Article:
ACLU Launches Nationwide Voting Rights Campaign—in the Backyard of Its Biggest Nemesis

The civil liberties group says it’s mobilizing the grassroots for the first time.

Activists with the ACLU of Oregon take part in a lobby day rally on the steps of the State Capitol in Salem, Ore., on March 23, 2017.Alex Milan Tracy/Sipa via AP Images

Let our journalists help you make sense of the noise: Subscribe to the Mother Jones Daily newsletter and get a recap of news that matters.

Kansas Secretary of State Kris Kobach, the country’s leading architect of suppressive voting restrictions, has described himself as “the ACLU’s worst nightmare.” On Sunday night, the ACLU struck back. The organization, which has seen a surge in membership and donations since the election, launched a 50-state campaign to expand voting rights—and it held the kickoff event in Kobach’s backyard, in a packed auditorium at the University of Kansas in Lawrence.

The campaign, called “Let People Vote,” is the largest effort in recent years to fight back against Republican voter suppression policies. It aims to mobilize people around the country to fight to change these policies. The event in Lawrence was accompanied by 600 simultaneous satellite events across the country. 

Though ACLU chapters in each state will develop their own specific plans, the campaign will focus on four major policy recommendations for states to adopt:

  1. Election reforms like automatic voter registration, Election Day registration, online registration, and early voting.
  2. Redistricting reform, namely the creation of independent commissions to draw legislative districts in order to curb partisan and racial gerrymandering in advance of the 2020 cycle.
  3. Restoring voting rights to ex-offenders. More than 6 million people can’t vote nationally because of felon disenfranchisement laws, according to the Sentencing Project. The ACLU is investing $5 million in a 2018 ballot referendum to restore voting rights to ex-offenders in Florida, where 1.5 million people are disenfranchised by such laws, including 1 in 5 African American residents.
  4. Fighting voter suppression, including repealing voter ID laws.

The ACLU’s membership has quadrupled to 1.6 million since the election, leading it to expand beyond its typical focus on litigation and policy work. “We’ve never done grassroots mobilization before,” says Faiz Shakir, the ACLU’s national political director. “The only way you can have a national grassroots movement to expand voting rights in America is to go state by state by state. That’s damn hard to do.”

Shakir hopes the campaign will lead to concrete policy wins, like adopting same-day voter registration at every polling place in California, abolishing a law in Nebraska that requires ex-offenders to wait two years before becoming eligible to vote, and passing online voter registration and early voting in Mississippi.

Achieving these goals will be difficult in red states that have restricted voting rights and even in some blue states where many incumbents favor the status quo and don’t want to expand access to the ballot. But policy victories aren’t the only objective, Shakir says. The ACLU wants to reframe the debate over voting rights at a time when Republicans are aggressively pushing new voting restrictions at the state and federal level. “We’ve been playing defense on voting rights forever,” he says. “Changing the playing field by going on offense is really important. Even if we don’t get a ton of legislation through, we’re still changing the political dynamics in the country.” The new campaign is a recognition that the battle for voting rights can’t just be won in the courtroom, where voting rights advocates suffered their worst loss in decades when the Supreme Court gutted a central provision of the Voting Rights Act in 2013.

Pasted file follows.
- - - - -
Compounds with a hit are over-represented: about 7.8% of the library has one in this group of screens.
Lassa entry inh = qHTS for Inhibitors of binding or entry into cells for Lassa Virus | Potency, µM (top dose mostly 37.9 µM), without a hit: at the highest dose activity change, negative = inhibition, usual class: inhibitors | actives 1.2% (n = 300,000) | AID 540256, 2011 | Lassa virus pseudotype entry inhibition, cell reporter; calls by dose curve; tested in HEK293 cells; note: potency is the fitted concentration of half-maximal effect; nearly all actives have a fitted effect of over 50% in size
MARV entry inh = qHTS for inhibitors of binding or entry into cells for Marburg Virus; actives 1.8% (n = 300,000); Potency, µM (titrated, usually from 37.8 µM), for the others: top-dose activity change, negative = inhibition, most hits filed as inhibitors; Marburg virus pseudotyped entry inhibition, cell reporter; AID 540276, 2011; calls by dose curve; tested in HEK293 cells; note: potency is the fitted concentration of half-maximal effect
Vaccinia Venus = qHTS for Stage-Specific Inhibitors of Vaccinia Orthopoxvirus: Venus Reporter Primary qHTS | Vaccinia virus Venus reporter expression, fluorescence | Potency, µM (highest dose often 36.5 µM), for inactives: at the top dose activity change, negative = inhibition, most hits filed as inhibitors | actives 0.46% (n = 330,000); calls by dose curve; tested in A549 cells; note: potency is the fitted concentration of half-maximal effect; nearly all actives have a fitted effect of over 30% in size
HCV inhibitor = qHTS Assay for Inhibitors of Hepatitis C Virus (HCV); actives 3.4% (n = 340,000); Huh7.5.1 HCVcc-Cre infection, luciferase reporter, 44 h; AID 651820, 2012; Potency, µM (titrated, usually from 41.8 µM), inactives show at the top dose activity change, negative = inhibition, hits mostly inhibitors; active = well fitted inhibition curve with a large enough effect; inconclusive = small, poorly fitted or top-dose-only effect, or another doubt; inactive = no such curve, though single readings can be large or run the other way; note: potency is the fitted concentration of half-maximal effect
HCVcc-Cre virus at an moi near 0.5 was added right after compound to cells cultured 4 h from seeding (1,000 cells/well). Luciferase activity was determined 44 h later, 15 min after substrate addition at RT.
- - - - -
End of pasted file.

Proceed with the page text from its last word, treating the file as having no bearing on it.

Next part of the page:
It’s no coincidence that the campaign kicked off in Kansas. Kobach is the vice chair of President Donald Trump’s election integrity commission, which has signaled an eagerness to raise fears of voter fraud, possibly as a pretense to build support for policies that suppress voting. (The ACLU has sued Kobach four times in Kansas.) Kansas ACLU members will lobby the legislature to pass Election Day registration, which Kobach recently blamed—wrongly—for mass voter fraud in New Hampshire.

“That is literally the thing he hates the most,” Shakir says. “We’re going for it right there in his backyard.”


Headshot of Editor in Chief of Mother Jones, Clara Jeffery

It sure feels that way to me, and here at Mother Jones, we’ve been thinking a lot about what journalism needs to do differently, and how we can have the biggest impact.

We kept coming back to one word: corruption. Democracy and the rule of law being undermined by those with wealth and power for their own gain. So we're launching an ambitious Mother Jones Corruption Project to do deep, time-intensive reporting on systemic corruption, and asking the MoJo community to help crowdfund it.

We aim to hire, build a team, and give them the time and space needed to understand how we got here and how we might get out. We want to dig into the forces and decisions that have allowed massive conflicts of interest, influence peddling, and win-at-all-costs politics to flourish.

It's unlike anything we've done, and we have seed funding to get started, but we're looking to raise $500,000 from readers by July when we'll be making key budgeting decisions—and the more resources we have by then, the deeper we can dig. If our plan sounds good to you, please help kickstart it with a tax-deductible donation today.

Thanks for reading—whether or not you can pitch in today, or ever, I'm glad you're with us.

Signed by Clara Jeffery

Clara Jeffery, Editor-in-Chief

payment methods

We Recommend